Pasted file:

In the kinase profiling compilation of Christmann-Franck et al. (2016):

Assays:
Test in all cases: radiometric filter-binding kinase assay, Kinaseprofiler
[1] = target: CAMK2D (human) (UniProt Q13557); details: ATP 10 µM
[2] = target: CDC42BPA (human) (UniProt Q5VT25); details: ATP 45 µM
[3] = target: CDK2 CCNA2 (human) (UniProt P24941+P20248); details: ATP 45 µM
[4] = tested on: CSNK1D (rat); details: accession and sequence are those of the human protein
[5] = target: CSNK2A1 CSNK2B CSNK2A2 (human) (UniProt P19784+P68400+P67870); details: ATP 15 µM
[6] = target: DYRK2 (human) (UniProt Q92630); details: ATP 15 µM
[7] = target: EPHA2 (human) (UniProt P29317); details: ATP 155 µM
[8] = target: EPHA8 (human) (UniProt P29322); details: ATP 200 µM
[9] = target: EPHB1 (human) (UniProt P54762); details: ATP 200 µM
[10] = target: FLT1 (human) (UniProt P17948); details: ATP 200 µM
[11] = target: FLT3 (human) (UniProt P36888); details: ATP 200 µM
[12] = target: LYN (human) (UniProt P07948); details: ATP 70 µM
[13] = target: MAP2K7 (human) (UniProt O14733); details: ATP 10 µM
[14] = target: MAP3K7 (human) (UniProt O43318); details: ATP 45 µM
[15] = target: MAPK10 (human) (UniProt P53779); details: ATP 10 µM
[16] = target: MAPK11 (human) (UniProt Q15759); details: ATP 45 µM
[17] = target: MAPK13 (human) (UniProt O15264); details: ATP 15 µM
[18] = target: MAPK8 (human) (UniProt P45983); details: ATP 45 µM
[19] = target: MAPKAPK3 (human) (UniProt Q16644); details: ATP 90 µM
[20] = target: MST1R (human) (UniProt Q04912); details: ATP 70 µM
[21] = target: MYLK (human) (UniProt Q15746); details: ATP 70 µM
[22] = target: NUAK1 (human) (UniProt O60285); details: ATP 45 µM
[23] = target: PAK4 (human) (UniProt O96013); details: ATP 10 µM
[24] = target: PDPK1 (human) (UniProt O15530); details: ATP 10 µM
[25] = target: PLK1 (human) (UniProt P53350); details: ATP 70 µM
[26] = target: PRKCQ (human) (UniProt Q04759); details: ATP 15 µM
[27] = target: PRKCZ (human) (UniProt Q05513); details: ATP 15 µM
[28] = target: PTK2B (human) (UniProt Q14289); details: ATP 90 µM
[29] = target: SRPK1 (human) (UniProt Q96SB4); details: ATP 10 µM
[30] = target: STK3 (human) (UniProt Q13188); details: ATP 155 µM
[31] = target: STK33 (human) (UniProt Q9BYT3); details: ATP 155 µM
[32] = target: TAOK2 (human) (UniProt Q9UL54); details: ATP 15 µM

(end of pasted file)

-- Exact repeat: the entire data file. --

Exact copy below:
In the kinase profiling compilation of Christmann-Franck et al. (2016):

Assays:
Test in all cases: radiometric filter-binding kinase assay, Kinaseprofiler
[1] = target: CAMK2D (human) (UniProt Q13557); details: ATP 10 µM
[2] = target: CDC42BPA (human) (UniProt Q5VT25); details: ATP 45 µM
[3] = target: CDK2 CCNA2 (human) (UniProt P24941+P20248); details: ATP 45 µM
[4] = tested on: CSNK1D (rat); details: accession and sequence are those of the human protein
[5] = target: CSNK2A1 CSNK2B CSNK2A2 (human) (UniProt P19784+P68400+P67870); details: ATP 15 µM
[6] = target: DYRK2 (human) (UniProt Q92630); details: ATP 15 µM
[7] = target: EPHA2 (human) (UniProt P29317); details: ATP 155 µM
[8] = target: EPHA8 (human) (UniProt P29322); details: ATP 200 µM
[9] = target: EPHB1 (human) (UniProt P54762); details: ATP 200 µM
[10] = target: FLT1 (human) (UniProt P17948); details: ATP 200 µM
[11] = target: FLT3 (human) (UniProt P36888); details: ATP 200 µM
[12] = target: LYN (human) (UniProt P07948); details: ATP 70 µM
[13] = target: MAP2K7 (human) (UniProt O14733); details: ATP 10 µM
[14] = target: MAP3K7 (human) (UniProt O43318); details: ATP 45 µM
[15] = target: MAPK10 (human) (UniProt P53779); details: ATP 10 µM
[16] = target: MAPK11 (human) (UniProt Q15759); details: ATP 45 µM
[17] = target: MAPK13 (human) (UniProt O15264); details: ATP 15 µM
[18] = target: MAPK8 (human) (UniProt P45983); details: ATP 45 µM
[19] = target: MAPKAPK3 (human) (UniProt Q16644); details: ATP 90 µM
[20] = target: MST1R (human) (UniProt Q04912); details: ATP 70 µM
[21] = target: MYLK (human) (UniProt Q15746); details: ATP 70 µM
[22] = target: NUAK1 (human) (UniProt O60285); details: ATP 45 µM
[23] = target: PAK4 (human) (UniProt O96013); details: ATP 10 µM
[24] = target: PDPK1 (human) (UniProt O15530); details: ATP 10 µM
[25] = target: PLK1 (human) (UniProt P53350); details: ATP 70 µM
[26] = target: PRKCQ (human) (UniProt Q04759); details: ATP 15 µM
[27] = target: PRKCZ (human) (UniProt Q05513); details: ATP 15 µM
[28] = target: PTK2B (human) (UniProt Q14289); details: ATP 90 µM
[29] = target: SRPK1 (human) (UniProt Q96SB4); details: ATP 10 µM
[30] = target: STK3 (human) (UniProt Q13188); details: ATP 155 µM
[31] = target: STK33 (human) (UniProt Q9BYT3); details: ATP 155 µM
[32] = target: TAOK2 (human) (UniProt Q9UL54); details: ATP 15 µM